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From the website of US Congresscritter and Presidential candidate Ron Paul:
March to War in Lebanon?
Statement on H Res 1194, “Reaffirming the support of the House of Representatives for the legitimate, democratically-elected Government of Lebanon under Prime Minister Fouad Siniora.”
May 20, 2008
Madam Speaker I rise in opposition to H. Res. 1194 because it is dangerously interventionist and will likely lead to more rather than less violence in the Middle East.
I have noticed that this legislation reads eerily similar to a key clause in the 2002 Iraq war bill, H J Res 114, which authorized the use of force.
The key resolved clause in H. Res. 1194 before us today reads:
Resolved, That the House of Representatives—
(A) the United States Government and the international community to immediately take all appropriate actions to support and strengthen the legitimate Government of Lebanon under Prime Minister Fouad Siniora;
The Iraq war authorization language from 2002 is strikingly similar, as you can see here:
(a) AUTHORIZATION- The President is authorized to use the Armed Forces of the United States as he determines to be necessary and appropriate in order to–
(1) defend the national security of the United States against the continuing threat posed by Iraq ;
I am concerned that this kind of similarity is intentional and will inevitably result in US military action in Lebanon , or against Syria or Iran .
I am also concerned over the process of bringing this resolution to the Floor for a vote. I find it outrageous that H. Res. 1194, which calls for more risky US interventionism in the Middle East , is judged sufficiently “non-controversial” to be placed on the suspension calendar for consideration on the House Floor outside of normal order. Have we reached the point where it is no longer controversial to urge the president to use “all appropriate actions” — with the unmistakable implication that force may be used — to intervene in the domestic affairs of a foreign country?
Mr. Speaker, the Arab League has been mediating the conflict between rival political factions in Lebanon and has had some success in halting the recent violence. Currently, negotiations are taking place in Qatar between the Lebanese factions and some slow but encouraging progress is being made. Regional actors – who do have an interest in the conflict – have stepped up in attempt to diffuse the crisis and reach a peaceful solution, and press reports today suggest that a deal between the rival factions may have been reached. Yet at this delicate stage of negotiations the US House is preparing to pass a very confrontational resolution pledging strong support for one side and condemning competing factions. US threats in this resolution to use “all appropriate actions” to support one faction are in fact a strong disincentive for factions to continue peaceful negotiations and could undermine the successes thus far under Arab League moderation.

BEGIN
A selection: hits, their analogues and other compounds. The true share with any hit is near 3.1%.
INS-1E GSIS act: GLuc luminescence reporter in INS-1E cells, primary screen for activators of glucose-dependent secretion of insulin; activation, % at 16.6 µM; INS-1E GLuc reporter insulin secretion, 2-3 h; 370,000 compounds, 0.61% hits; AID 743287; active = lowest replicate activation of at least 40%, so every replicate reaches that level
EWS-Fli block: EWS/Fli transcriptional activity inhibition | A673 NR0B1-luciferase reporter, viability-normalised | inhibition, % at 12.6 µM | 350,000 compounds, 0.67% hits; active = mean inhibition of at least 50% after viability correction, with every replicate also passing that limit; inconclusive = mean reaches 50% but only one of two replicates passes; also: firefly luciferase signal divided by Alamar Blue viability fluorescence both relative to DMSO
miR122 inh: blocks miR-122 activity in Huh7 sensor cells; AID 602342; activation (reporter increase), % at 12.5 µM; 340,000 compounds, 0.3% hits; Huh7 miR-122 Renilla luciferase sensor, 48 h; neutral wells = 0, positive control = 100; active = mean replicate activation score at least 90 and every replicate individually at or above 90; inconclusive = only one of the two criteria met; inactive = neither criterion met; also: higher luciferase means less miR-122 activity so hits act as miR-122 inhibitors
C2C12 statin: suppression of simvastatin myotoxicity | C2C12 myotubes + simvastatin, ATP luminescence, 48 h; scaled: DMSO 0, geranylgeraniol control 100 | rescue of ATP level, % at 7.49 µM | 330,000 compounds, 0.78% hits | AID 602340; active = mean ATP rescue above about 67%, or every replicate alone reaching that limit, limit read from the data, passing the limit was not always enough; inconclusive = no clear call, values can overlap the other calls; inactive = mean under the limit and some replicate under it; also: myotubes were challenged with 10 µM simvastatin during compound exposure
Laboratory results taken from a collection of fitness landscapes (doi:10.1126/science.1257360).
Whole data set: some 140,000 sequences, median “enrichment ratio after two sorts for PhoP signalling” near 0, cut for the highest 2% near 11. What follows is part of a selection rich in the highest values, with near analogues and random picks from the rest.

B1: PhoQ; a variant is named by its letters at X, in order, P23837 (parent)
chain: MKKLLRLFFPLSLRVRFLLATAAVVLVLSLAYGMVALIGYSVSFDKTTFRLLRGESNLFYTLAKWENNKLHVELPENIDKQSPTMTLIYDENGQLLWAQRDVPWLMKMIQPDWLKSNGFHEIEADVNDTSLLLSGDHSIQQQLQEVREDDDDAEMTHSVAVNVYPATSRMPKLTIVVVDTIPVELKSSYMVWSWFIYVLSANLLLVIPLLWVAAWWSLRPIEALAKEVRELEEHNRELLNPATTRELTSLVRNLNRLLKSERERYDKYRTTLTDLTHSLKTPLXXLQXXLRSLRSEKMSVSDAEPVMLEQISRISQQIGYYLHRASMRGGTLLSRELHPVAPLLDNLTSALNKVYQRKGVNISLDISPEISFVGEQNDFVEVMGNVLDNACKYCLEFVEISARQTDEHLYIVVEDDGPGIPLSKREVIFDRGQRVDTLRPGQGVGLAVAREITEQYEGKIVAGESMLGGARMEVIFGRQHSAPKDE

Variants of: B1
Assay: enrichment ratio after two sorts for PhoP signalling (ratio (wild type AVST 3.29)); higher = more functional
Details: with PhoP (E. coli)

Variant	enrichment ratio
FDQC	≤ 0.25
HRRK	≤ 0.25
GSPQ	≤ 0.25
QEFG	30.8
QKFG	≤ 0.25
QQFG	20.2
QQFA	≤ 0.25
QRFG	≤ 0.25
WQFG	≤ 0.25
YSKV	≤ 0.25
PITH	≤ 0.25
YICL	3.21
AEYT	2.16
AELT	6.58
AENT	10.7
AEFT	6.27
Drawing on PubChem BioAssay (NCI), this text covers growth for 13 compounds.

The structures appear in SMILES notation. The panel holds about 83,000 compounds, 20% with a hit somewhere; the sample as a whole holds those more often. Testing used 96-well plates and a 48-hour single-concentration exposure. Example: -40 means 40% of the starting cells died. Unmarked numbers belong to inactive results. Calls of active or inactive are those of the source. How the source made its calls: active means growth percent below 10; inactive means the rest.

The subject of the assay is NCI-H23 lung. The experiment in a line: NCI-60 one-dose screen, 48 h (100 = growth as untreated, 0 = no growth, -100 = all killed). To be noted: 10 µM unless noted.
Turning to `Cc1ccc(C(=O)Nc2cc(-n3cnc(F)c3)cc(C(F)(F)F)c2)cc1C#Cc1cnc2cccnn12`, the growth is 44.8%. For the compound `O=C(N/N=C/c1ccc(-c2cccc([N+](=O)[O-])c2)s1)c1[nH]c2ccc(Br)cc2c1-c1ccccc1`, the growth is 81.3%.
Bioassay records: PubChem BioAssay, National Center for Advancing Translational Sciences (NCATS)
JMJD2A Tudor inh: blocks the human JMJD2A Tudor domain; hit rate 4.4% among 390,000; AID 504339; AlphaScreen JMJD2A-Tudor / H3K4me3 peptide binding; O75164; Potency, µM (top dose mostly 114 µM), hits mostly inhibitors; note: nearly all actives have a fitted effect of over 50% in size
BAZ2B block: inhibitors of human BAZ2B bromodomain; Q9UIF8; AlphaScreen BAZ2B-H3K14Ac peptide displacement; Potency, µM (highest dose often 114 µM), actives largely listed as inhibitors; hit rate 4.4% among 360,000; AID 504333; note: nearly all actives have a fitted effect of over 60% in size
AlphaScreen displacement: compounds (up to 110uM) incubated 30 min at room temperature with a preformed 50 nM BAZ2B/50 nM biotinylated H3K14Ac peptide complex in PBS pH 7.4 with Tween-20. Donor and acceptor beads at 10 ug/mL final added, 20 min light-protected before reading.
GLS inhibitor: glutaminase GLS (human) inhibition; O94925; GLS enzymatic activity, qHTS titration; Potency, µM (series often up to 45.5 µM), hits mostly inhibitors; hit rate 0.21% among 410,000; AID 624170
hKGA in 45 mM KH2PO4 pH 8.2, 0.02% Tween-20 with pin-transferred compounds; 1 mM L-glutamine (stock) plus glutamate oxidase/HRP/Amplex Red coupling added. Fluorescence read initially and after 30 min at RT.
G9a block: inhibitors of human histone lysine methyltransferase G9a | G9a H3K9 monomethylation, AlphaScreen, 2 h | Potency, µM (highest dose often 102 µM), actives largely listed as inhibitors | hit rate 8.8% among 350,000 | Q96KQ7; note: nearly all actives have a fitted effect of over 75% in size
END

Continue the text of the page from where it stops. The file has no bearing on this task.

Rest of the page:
This legislation strongly condemns Iranian and Syrian support to one faction in Lebanon while pledging to involve the United States on the other side. Wouldn’t it be better to be involved on neither side and instead encourage the negotiations that have already begun to resolve the conflict?
Afghanistan continues to sink toward chaos with no end in sight. The war in Iraq , launched on lies and deceptions, has cost nearly a trillion dollars and more than 4,000 lives with no end in sight. Saber rattling toward Iran and Syria increases daily, including in this very legislation. Yet we are committing ourselves to intervene in a domestic political dispute that has nothing to do with the United States .
This resolution leads us closer to a wider war in the Middle East . It involves the United States unnecessarily in an internal conflict between competing Lebanese political factions and will increase rather than decrease the chance for an increase in violence. The Lebanese should work out political disputes on their own or with the assistance of regional organizations like the Arab League. I urge my colleagues to reject this march to war and to reject H. Res. 1194.